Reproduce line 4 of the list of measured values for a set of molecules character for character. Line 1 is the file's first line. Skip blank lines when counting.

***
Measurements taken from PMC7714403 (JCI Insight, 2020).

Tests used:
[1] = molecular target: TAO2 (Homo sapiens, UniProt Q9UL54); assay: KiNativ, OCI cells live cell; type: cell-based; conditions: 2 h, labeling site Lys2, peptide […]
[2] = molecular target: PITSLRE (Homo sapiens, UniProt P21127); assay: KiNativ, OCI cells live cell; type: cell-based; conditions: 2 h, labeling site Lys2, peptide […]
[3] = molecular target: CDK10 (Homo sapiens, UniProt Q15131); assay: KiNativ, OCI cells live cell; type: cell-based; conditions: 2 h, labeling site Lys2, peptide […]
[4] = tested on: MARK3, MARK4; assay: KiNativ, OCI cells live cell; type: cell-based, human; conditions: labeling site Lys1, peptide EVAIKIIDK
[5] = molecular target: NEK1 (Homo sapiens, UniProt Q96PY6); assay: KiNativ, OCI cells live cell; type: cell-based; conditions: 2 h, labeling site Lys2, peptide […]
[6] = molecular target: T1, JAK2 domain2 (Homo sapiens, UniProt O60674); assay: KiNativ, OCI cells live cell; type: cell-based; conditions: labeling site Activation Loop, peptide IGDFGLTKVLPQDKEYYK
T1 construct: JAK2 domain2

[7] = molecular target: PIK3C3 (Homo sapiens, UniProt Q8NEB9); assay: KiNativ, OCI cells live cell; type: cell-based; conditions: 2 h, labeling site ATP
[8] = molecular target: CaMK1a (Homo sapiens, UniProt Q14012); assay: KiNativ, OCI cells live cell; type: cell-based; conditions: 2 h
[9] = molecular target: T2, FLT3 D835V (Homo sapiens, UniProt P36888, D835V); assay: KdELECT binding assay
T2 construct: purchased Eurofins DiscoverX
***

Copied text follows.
[2] = molecular target: PITSLRE (Homo sapiens, UniProt P21127); assay: KiNativ, OCI cells live cell; type: cell-based; conditions: 2 h, labeling site Lys2, peptide […]